1909-1912 n p
1912-1921 m q
1922-Sept 1929 n o p
Nov 1929-1937 a l p
1946-1948 l n
1954-1956 n o
1956-1959 l m n
Aug-Dec 1966 n
Dec 1966-1968 m
1969-1972 b n
1974-1975 b k l
1976-1978 n p
1980-1982 b n
1982-1983 n r
1986-1987 l n
1987-1989 g n o
1989-1990 k n
1990-1992 g n
1992-1994 c n
1994-1996 c n
1997-1999 d n
2003-2005 c d
Some sources claim that the club was founded in 1884 but 1887 is now thought to be the real year of Wycombe’s foundation. Their first colours were the “varsity” combination of Oxford and Cambridge blue. Originally the team played in halved jerseys, changing to stripes sometime early in the twentieth century. The now traditional quartered shirts were introduced around 1930. The club's nickname of "The Chairboys" is thought to have been coined because the young men who formed the club were apprentices in the furniture making industry.
In 1896 Wanderers joined the Southern League Second Division but they made little impression, finishing in or near the bottom of the league. As an amateur club playing against professional teams, Wanderers could not compete and they left to join the Great Western Suburban League in 1907.
After the Great War, Wycombe joined the amateur Spartan League, winning the championship in 1921 after which they moved up to the Isthmian League. The captain of the side, Frank Adams, owned the lease to Loakes Park, the club's home since 1895. He made a gift of the lease to the club in 1947. Wycombe continued to compete in the amateur Isthmian League for over 60 years, winning the FA Amateur Cup in 1931. The first evidence we have of the team wearing a crest comes from the 1931 Amateur Cup final. The crest featured a chained swan derived from the Buckinghamshire coat of arms, a motif thought to date back to Anglo-Saxon times when swans were bred in the county for the king's pleasure. (To this day, swans remain the property of the Crown.)
Wycombe won the Isthmian League title for the first time in 1956. In the 1960s four more championships were won and, after installing floodlights, the team spent one season wearing striped shirts (which were traditionally worn by the reserves). This experiment proved unpopular and the quarters were reinstated the following season.
In the late 1960s, Wycombe followed the trend for ditching traditional colours, considered old fashioned at the time, in favour of plain Cambridge blue shirts and Oxford blue shorts. Programme notes researched by Dave Peatey state, Wycombe wore their new plain sky blue shirts and dark blue shorts for the first time in the game on December 31st 1966 against Corinthian-Casuals. The quarters may have made a few more appearances but were definitely retired by 1969-70.
From 1973 a simple monogramme was worn on the team's shirts until this was dropped when they adopted an Adidas strip in 1979. A modified version was used between 1980 and 1982 with horizontal lettering. Then, for the 1982-83 season the chained swan re-appeared, now rendered in outline and embroidered directly onto the shirt. This crest made several appearances during the decade.
In 1985, having won the Isthmian League title for the seventh time, Wycombe stepped up to a higher league, winning promotion to the Gola Football Alliance (forerunner of the Conference).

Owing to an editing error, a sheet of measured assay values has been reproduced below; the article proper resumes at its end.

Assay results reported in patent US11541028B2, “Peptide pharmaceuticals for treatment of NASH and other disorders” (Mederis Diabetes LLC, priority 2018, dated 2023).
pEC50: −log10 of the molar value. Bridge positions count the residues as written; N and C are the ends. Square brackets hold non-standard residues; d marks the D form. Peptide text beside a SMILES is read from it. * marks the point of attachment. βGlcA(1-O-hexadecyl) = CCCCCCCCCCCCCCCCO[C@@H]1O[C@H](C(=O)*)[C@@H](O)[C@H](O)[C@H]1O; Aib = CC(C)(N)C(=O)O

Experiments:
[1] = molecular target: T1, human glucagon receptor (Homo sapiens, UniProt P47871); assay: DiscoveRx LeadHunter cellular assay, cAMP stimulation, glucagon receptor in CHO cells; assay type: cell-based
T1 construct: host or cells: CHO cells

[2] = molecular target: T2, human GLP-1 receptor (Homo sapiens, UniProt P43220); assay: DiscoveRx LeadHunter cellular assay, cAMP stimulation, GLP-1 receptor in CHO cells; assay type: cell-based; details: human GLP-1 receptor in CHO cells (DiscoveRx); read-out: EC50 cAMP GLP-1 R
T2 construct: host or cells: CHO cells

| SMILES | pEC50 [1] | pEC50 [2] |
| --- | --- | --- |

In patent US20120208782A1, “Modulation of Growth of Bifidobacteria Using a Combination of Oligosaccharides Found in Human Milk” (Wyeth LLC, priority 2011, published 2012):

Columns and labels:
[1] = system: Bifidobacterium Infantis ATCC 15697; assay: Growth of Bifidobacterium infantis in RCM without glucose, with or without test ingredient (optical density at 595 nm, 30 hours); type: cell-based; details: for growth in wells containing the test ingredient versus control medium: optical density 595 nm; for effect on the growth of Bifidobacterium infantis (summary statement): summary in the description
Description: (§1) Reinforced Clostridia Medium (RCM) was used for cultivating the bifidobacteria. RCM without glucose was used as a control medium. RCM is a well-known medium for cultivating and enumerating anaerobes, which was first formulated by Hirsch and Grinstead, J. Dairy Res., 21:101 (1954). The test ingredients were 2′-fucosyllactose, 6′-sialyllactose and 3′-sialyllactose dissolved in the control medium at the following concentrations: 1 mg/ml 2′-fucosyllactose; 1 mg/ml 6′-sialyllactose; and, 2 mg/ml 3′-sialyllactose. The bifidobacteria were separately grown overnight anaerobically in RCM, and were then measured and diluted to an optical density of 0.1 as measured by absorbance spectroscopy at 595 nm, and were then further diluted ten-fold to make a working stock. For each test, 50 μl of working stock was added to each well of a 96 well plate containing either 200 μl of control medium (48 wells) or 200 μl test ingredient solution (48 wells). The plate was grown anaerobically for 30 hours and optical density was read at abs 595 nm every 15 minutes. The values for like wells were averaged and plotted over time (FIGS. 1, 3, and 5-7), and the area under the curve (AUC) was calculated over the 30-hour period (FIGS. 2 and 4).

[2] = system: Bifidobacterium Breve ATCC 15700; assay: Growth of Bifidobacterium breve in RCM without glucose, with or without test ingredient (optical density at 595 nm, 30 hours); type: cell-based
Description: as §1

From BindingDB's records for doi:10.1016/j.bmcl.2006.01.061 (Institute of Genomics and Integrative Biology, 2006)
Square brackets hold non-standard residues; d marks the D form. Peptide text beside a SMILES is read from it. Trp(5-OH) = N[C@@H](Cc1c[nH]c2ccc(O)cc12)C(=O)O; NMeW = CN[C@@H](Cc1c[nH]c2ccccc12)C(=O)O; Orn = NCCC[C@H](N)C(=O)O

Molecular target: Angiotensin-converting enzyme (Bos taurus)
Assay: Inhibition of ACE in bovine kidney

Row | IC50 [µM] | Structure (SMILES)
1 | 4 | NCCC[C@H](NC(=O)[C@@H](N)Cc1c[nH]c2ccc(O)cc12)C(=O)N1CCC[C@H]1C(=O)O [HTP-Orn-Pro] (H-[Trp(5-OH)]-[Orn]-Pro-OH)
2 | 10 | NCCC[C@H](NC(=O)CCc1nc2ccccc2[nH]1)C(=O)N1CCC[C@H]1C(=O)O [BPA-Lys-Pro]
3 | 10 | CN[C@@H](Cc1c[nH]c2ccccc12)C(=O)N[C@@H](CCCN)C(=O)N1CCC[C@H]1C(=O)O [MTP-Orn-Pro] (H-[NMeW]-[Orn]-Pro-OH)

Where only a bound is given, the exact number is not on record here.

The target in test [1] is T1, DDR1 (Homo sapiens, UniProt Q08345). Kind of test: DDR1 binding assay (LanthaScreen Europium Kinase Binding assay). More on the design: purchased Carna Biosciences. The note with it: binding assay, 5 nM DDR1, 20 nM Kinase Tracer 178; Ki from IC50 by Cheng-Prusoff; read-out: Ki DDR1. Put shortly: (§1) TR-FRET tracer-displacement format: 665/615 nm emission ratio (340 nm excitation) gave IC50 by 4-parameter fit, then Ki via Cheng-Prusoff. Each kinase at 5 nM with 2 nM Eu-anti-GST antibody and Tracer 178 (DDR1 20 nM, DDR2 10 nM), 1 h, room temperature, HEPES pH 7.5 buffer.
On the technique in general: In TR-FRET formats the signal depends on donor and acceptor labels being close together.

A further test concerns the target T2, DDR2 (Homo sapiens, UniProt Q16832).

The following season Wycombe were relegated but it took them only one season to return to what was now the GM Conference. In February 1990 Martin O'Neill arrived as manager and the club now mounted a serious challenge for promotion to the Football League, reinstating their quartered shirts adorned with an updated version of the traditional crest. At the end of the season they moved to a purpose built Adams Park Stadium after 95 years at Loakes Park. In a triumphant 1992-93 season The Chairboys won the FA Trophy for the second year in succession as well as the Conference Championship and promotion to the Football League.
In 1994, the team colours changed subtly. Wycombe won promotion to Nationwide Division Two via the play offs that season and held on until 2004 when they were relegated to Coca Cola League Two.
In 2001 a modernised crest was introduced that showed the swan walking in the correct direction. Eight years later the traditional shades of varsity blue were reintroduced when Joma became Wycombe's kit partner in 2009.
The team's original halved shirts were re-created for their 125th anniversary in 2012-13 along with a special crest, which added beech tree leaves to symbolise their roots in furniture making.
The team finished third in League Two in 2017-18 to gain automatic promotion to the third tier. Third place on points-per-game at the end of the truncated 2019-20 season took them into the play-offs where a 79th minute penalty in the empty Wembley Stadium earned them a place in the Championship for the first time.
- a Chairboys Website
- b Club Colours (Bob Bickerton 1998)
- c empics
- d Kit Classics
- e footballnotmuggybonehead.com
- f Wycombe Wanderers Official Website
- g Alliance to Conference (John Harman 2005)
- h Pete's Picture Palace
- i jumpers4goalposts
- j David King
- k Ralph Pomeroy
- l chairboys on the net
- m Simon Monks
- n Dave Peatey - HFK Research Associate
- o Keith Ellis
- p Dale Hurman
- q South Bucks Standard (9 September 1912) submitted by Brian Webb
- r Michael Gluck
Photograph courtesy of the Chairboys Website. Crests are the property of Wycombe Wanderers FC.